This is the maintenance schedule and associated service intervals for the Suzuki DR650SE, which people more often call the DR650S or just DR650 (which is what we’ll call it here).
The Suzuki DR650 is quite possibly the best all-around, dual-purpose motorcycle available … ever. Well, it’s one of a few, striking its own balance between off-road prowess and on-road practicality. It is a competitor to the Honda XR650L and also to the Kawasaki KLR650.
The DR650 is a thumper with a rock-solid reliable 644 cc air/oil-cooled four-stroke single cylinder engine carried in a strong steel, semi-double cradle frame. The telescopic fork and link-style rear suspension can tackle tough trails or urban roads.
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What you might need to service the Suzuki DR650
To service your Suzuki DR650, you’ll need the following parts/consumables.
|Part||Suzuki DR650 spec|
|Engine oil||A bike like this isn’t fussy. The spec required is SAE 10W/40 oil rated at SE, SF, or SG under the API classification. Most oils meet this spec. Yamalube 10W-40 is a cheap and good quality option (there’s no Suzuki one but really brands don’t matter)|
|Oil filter||Use a Hiflofiltro HF137 for a good quality drop-in replacement.|
|Spark plug||Use a NGK CR10E gapped to 0.7-0.8mm.|
|Brake fluid||Use one of the appropriate spec, e.g. Castrol DOT 4.|
|Chain maintenance||Use either Motul chain paste or a Motul chain care kit if you need a brush, cleaner etc.|
|Grease||Use a lithium soap-based grease for external pivot points.|
|Air filter||You can usually clean the air filter. But if you have to replace it, use a K&N SU-6596.|
Suzuki DR650S Maintenance Schedule
Below is the maintenance schedule for the Suzuki DR650S.
The DR650 is a super easy bike to service. Valve clearance intervals of 24,000 km (14,500 miles), and there’s only one cylinder!
Notes on reading the maintenance schedule:
- I= Inspect and clean, adjust, replace or lubricate as necessary.
- R= Replace
- T= Tighten
- Interval: This interval should be judged by number of months or odometer reading, whichever comes first.
|km x 1000||6||12||18||24|
|miles x 1000||4||7.5||11||14.5|
|Engine oil (Yamalube 10W-40)||R||R||R||R|
|Engine oil filter (HF137)||–||R||–||R|
|Spark plugs (NGK CR10E)||I||R||I||R|
|Air filter (K&N SU-6596)||Clean every 3000 km (2000 miles)|
|Evaporative emission control system (if fitted)||–||I||–||I|
|Fuel valve strainer||–||–||C|
|Drive chain. Use a Motul chain care kit or Motul chain paste||I||I||I||I||Clean and lubricate every 1000 km (600 miles)|
|Brake hoses||I||I||I||I||Replace every 4 years|
|Brake fluid (Castrol DOT 4)||I||I||I||I||Replace every 2 years|
|Spark Arrester||Clean every 6000 km (4000 miles)|
|Exhaust pipe bolts and muffler bolts||–||T||–||T|
|Chassis nuts and bolts||T||T||T||T|
|Lubrication (Lithium soap-based grease)||Generally lubricate every 1000 km (600 miles)|
Tyre size and tyre pressure for the Suzuki DR650
The manual gives the following tyre specs for the DR650S, as well as the following recommended tyre pressure ranges when cold.
Note: The DR650S runs tubed tyres. It ships with Bridgestone Trail Wings
|Tyre||Size||Tyre pressure (cold)|
|Front||90/90-21M/C 54S||Solo: 150 kPa / 1.5 bar / 22 psi|
Dual: 175 kPa / 1.75 bar / 25 psi
|Rear||120/90-17M/C 64S||Solo: 150 kPa / 1.5 bar / 22 psi|
Dual: 200 kPa / 2 bar / 29 psi
About the Suzuki DR650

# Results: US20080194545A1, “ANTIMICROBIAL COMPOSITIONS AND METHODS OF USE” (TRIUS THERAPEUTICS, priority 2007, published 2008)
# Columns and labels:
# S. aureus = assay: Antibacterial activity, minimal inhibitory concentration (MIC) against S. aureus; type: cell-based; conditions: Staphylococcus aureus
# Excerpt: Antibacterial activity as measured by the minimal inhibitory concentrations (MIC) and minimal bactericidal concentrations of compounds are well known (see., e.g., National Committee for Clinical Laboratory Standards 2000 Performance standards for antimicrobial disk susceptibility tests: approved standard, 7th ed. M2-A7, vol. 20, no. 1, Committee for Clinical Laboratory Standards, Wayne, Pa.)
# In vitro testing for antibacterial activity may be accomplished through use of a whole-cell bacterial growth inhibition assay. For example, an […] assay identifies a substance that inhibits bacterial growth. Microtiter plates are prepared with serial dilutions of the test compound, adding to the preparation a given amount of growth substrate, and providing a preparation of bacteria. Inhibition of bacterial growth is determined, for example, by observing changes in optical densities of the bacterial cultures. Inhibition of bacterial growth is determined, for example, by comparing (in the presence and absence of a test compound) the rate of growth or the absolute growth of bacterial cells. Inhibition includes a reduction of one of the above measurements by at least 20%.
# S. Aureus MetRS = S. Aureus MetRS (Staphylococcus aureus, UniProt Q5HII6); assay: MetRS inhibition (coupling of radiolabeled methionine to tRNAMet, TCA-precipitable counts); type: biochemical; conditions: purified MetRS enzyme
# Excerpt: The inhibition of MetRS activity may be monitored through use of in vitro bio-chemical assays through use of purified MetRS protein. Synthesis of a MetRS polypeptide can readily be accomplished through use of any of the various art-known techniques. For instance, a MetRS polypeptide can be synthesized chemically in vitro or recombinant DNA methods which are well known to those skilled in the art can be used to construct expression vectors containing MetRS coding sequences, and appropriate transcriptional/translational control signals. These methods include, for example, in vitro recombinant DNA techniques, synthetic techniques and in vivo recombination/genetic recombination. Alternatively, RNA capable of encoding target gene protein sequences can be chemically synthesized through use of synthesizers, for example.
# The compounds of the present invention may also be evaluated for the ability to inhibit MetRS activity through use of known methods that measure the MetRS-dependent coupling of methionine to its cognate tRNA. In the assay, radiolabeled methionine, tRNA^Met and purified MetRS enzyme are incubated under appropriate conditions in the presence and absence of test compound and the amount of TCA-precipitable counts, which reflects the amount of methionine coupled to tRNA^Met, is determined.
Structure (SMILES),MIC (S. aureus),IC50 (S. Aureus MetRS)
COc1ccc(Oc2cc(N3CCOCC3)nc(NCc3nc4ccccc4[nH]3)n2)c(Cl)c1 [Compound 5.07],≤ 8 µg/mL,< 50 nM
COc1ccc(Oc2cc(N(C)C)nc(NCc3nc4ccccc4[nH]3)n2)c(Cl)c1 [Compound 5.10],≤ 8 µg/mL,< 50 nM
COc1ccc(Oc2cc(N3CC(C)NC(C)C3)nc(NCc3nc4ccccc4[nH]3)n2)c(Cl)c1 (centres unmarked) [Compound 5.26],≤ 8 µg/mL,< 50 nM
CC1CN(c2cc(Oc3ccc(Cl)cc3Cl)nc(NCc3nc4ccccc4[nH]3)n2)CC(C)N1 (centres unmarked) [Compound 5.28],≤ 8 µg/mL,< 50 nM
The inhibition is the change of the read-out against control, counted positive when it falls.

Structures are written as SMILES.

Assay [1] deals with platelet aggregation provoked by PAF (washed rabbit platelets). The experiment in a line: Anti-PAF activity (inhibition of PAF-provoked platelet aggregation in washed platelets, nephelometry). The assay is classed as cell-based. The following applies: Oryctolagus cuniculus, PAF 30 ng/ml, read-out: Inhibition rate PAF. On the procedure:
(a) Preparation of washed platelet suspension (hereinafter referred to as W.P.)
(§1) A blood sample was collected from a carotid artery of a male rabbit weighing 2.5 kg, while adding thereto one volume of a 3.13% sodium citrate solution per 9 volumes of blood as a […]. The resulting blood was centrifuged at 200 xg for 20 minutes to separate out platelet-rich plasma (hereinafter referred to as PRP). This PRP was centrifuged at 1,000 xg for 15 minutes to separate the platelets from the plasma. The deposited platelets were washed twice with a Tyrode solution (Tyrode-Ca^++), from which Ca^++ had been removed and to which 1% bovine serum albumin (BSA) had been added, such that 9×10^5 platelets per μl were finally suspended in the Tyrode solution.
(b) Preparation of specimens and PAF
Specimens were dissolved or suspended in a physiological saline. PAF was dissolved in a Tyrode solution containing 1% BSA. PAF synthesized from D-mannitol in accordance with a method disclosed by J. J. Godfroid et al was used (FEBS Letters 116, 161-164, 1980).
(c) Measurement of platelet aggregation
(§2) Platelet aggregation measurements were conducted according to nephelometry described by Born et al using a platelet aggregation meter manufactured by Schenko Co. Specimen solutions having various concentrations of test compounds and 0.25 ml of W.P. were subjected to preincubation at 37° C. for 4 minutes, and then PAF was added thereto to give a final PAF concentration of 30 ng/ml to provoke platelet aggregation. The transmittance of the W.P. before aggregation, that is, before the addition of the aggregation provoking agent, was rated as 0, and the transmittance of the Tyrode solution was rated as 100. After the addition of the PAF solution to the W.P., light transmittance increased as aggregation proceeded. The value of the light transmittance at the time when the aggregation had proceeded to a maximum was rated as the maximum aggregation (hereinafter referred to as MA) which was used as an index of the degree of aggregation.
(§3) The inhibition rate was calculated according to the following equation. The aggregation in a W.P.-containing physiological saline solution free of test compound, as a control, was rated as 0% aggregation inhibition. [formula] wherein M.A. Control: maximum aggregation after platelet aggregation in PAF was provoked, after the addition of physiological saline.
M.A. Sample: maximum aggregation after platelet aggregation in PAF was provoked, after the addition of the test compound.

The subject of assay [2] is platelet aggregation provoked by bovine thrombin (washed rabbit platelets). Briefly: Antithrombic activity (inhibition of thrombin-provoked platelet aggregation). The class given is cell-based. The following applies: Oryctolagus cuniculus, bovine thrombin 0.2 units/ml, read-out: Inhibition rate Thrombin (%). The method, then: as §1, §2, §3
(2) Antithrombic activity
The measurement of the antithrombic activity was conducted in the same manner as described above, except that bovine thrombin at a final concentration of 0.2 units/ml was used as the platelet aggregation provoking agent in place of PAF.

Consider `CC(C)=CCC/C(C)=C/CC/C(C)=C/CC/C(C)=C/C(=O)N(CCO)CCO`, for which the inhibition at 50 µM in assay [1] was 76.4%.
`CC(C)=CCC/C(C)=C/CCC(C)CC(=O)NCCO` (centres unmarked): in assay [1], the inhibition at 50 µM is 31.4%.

The DR650 is the archetypical go-anywhere adventure bike.
In base form, it isn’t particularly capable as an adventurer. But it’s what it promises that is very different.
The DR650 is powered by an air/oil-cooled 644 cc thumper engine. There’s no liquid cooling system to complicate things, much less ride by wire or traction control just waiting to fail and leave you stranded.
The DR650 breathes through a Mikuni BST40 CV carburettor. It’s old-fashioned, but it’s also very fixable when the time comes to fix it.
The DR650’s big piston has a 100 mm bore and 82 mm of stroke, making it slightly oversquare, and the engine has a relatively low compression ratio of 9.5:1 — meaning it’ll be fine on any old gas. Final drive is via a five-speed transmission and chain drive.
The first Suzuki DR650 (of this kind, the DR650SE) was introduced in 1996, and while it has evolved since then, the more interesting thing is how much it hasn’t changed. The current DR650 is essentially the same as the original.
The engine may only put out 34 kW (46 hp) at peak, but you don’t really measure peak power for a bike like this. For a bike this light that is going to travel mostly off-road, it’s perfect. No wonder Suzuki hasn’t changed it in literally decades. (Also, any changes might make it run afoul of emissions regulations.
The front suspension is composed of 43mm KYB forks with gold anodized lower legs. The 1996+ DR650 also has an oil cooler, an electric starter system without a back-up kick lever (this is the E in the name DR650SE, by the way), and a small fairing.
The brakes on the 1996+ DR650 are composed of a single 290mm floating front disc and a 2-piston Nissin caliper. The rear is also a disc — no drums to fiddle with.
The DR650S definitely weighs in at the bottom of the range for true dual-sport machines at 166 kg (366 pounds) wet. This is partly due to its small gas tank — something many people upgrade for long-distance travel with dual overslung long-range tanks.
Maintaining the DR650 is very simple, since it has a mostly exposed engine and just one cylinder. Oil changes are every 3500 miles or 6000 km. And the recommended valve inspection period is a generous 3500 miles or 6000 km. Not bad for a simple air/oil-cooled bike.
Reference — Manual for the Suzuki DR650
The above maintenance schedule comes directly from the user’s manual for the Suzuki DR650. See a screenshot below.
You can download it from here.